Playful decorating means incorporating whimsical, unexpected or weird items to showcase your personality and make your design less serious. Read on to find out about one of our favourites to decorate with, vintage toy terriers, and about our real-life inspiration.
One of my goals when decorating our home is to have it look more grown-up and intentional than it did when we were in college, or just starting out. However, at the same time, I don’t want our style to be too serious or sterile. That’s why I embrace playful decorating. But I don’t mean juvenile or childish themes.
To me, playful decorating means incorporating an occasional weird, unusual, unexpected, or whimsical item. These items should speak to you and your own interests, and bring your own personality into your space. They might be a conversation starter, or large enough to be the focal point, but they don’t need to be.
As vintage lovers, it’s relatively easy to find pieces that are unique and appeal to our interests or aesthetics. Incorporating them into our design keeps our decorating playful and personalized to us. One playful item we like to add into our home is vintage toy terriers.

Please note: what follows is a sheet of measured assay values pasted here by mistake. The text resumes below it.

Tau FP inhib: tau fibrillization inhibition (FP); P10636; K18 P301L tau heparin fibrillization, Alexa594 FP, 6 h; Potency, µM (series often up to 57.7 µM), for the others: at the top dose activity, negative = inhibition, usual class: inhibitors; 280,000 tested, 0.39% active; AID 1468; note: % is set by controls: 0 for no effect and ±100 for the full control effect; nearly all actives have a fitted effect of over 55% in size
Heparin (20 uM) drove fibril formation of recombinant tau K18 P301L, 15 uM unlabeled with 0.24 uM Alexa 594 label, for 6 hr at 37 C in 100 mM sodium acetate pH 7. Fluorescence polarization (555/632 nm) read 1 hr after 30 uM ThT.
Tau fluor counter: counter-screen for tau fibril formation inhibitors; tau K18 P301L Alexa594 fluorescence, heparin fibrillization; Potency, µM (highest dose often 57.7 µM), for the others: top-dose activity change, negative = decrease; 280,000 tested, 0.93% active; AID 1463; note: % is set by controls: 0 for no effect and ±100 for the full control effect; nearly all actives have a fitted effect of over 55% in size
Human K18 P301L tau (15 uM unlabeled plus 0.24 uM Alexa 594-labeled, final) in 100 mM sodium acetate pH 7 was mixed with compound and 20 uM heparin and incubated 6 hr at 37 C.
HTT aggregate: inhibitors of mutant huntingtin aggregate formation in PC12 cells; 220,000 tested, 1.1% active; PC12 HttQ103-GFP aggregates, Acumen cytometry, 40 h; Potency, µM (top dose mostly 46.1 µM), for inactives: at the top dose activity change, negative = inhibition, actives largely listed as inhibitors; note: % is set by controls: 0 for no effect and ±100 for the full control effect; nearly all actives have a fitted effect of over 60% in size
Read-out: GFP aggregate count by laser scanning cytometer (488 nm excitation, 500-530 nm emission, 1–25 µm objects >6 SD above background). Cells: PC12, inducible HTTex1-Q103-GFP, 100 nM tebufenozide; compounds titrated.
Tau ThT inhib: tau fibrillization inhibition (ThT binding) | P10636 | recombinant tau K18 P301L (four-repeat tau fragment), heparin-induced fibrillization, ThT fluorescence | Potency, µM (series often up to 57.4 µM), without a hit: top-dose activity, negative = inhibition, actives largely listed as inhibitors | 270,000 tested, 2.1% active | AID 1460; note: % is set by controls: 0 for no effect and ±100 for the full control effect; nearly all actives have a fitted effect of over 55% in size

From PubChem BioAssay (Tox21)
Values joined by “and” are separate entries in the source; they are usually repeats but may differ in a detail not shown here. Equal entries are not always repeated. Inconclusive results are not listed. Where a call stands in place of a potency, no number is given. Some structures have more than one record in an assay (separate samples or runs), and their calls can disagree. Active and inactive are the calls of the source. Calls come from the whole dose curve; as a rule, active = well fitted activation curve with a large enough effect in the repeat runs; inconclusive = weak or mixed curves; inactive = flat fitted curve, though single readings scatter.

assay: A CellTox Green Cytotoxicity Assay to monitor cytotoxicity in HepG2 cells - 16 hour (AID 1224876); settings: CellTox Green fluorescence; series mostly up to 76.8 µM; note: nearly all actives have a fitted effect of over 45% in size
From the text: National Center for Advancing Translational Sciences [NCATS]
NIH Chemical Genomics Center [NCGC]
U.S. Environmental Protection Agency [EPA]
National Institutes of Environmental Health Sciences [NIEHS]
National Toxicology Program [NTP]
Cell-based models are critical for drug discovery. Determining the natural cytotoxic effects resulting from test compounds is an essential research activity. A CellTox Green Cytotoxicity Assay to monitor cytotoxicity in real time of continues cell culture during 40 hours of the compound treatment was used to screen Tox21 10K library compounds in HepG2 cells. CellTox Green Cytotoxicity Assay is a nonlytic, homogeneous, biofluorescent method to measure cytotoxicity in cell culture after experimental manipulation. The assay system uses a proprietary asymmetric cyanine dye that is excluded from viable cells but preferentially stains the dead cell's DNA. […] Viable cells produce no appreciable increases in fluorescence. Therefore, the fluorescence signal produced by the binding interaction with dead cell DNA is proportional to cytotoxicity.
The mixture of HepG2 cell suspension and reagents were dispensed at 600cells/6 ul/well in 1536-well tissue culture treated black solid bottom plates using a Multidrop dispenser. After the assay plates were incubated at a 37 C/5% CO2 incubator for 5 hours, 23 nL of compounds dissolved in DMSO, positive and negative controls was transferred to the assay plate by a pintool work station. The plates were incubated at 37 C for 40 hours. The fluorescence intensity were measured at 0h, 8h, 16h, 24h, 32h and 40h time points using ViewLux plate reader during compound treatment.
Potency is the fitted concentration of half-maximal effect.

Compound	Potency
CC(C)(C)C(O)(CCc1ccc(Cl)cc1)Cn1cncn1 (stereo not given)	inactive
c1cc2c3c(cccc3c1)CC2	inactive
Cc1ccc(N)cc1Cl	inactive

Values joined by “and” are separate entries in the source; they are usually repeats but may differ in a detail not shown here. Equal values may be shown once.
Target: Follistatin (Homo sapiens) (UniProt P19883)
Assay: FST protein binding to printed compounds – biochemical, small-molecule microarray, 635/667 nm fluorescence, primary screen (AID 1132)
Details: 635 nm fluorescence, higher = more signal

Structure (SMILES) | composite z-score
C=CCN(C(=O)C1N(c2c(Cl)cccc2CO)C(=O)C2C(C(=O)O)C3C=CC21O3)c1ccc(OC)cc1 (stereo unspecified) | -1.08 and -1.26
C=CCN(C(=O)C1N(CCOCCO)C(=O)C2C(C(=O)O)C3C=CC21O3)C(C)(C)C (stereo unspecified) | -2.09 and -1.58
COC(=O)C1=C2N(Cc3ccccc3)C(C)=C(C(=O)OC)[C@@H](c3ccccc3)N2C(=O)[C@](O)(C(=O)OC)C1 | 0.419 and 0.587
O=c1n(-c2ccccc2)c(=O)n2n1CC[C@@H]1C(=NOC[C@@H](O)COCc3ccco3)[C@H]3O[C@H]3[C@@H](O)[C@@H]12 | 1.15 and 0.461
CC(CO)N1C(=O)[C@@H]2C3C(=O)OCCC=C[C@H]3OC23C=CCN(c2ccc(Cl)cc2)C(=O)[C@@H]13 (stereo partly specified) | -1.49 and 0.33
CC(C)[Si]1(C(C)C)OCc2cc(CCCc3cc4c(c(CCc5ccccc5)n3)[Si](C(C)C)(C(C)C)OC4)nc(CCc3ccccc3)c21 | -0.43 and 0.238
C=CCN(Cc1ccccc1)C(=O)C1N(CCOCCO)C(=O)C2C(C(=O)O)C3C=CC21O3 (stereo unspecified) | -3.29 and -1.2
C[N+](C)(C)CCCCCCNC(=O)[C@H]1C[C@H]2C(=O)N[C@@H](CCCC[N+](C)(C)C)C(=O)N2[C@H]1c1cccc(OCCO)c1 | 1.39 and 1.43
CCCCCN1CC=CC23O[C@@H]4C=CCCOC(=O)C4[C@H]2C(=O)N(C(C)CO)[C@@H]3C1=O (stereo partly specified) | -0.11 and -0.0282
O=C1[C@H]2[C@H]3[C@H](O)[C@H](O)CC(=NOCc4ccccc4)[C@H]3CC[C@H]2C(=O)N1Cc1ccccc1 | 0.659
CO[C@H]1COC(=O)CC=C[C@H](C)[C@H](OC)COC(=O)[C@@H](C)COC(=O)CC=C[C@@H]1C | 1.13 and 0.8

Why Vintage Toy Terriers? Our Real Life Inspiration
First Comes Oliver
Shortly after we were married, my husband expressed his wish to get a dog. As I child I’d begged my parents for a pet (to no avail), but I was uncertain about the idea of having one in the house as an adult. However, I began to research dogs (and puppies) and soon I was on board. At first I wanted a Basset Hound, and then a Scottish Terrier. Then I latched onto longer legged terriers like Wire Fox Terriers and Welsh Terriers. Their personalities really appealed to me.
We tried to adopt a Wire Fox Terrier puppy from the Humane Society, but they wouldn’t let us adopt him since we didn’t have enough terrier experience. So we brought home a Welsh Terrier puppy from a breeder. The first six months with Oliver were an adorable and exhausting blur of sharp teeth and wondering if we’d made a mistake.
Then comes Millie
But, by the time Oliver was nine months old, he had settled down and we apparently thought we were pros, or at least competent. The Humane Society now agreed and let us adopt an 8 year old Airedale when we visited to get Easter Bunny photos. Millie became the best big sister for Oliver. Other than her great desire to escape and her hatred of cats, she was well trained and she set a great example for Oliver.
Of course, taking a good photo of the two of them was challenging. It was like wrangling alligators sometimes.